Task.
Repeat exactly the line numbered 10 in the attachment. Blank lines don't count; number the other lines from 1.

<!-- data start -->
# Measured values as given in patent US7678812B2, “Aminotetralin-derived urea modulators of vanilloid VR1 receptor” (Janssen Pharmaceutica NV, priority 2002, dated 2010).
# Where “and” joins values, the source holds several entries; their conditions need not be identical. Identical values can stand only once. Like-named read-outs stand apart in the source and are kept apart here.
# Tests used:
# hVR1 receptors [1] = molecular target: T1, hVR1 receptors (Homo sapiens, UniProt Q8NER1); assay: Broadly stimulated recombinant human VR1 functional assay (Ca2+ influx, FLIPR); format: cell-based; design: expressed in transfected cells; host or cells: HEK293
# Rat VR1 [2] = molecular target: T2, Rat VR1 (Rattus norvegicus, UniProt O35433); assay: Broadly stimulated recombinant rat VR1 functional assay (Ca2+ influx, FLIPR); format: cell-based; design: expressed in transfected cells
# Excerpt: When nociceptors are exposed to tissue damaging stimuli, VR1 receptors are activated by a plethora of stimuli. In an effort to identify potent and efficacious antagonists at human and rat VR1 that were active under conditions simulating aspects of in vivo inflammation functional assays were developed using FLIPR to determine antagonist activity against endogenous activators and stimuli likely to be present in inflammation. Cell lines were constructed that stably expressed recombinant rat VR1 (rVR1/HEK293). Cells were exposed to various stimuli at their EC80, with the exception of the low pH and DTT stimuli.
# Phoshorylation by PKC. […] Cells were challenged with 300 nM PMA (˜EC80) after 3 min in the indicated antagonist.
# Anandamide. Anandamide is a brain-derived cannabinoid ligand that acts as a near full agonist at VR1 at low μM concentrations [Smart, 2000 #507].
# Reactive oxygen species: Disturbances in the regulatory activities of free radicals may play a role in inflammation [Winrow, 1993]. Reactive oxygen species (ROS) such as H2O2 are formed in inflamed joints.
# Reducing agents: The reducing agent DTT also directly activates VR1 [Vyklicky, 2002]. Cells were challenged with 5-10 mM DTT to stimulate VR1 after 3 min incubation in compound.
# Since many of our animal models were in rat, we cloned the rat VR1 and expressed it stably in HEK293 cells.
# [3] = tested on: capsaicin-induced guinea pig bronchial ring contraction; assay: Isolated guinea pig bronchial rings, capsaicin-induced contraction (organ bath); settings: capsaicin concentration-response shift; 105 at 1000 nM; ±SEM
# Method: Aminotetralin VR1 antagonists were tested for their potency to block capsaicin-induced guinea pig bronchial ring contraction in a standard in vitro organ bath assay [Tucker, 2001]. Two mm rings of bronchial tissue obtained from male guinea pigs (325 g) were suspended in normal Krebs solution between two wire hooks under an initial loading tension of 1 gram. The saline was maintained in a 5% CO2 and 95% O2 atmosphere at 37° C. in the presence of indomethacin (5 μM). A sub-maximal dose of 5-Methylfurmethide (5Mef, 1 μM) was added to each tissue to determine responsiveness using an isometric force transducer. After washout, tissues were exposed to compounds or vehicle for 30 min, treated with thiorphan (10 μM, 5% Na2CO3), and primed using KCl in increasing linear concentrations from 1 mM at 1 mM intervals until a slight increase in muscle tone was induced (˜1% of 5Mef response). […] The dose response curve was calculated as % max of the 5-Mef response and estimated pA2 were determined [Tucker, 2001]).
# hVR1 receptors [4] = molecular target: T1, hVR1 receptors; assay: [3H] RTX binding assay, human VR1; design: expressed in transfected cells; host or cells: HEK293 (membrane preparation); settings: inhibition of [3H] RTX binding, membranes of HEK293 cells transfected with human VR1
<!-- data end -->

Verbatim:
# Reducing agents: The reducing agent DTT also directly activates VR1 [Vyklicky, 2002]. Cells were challenged with 5-10 mM DTT to stimulate VR1 after 3 min incubation in compound.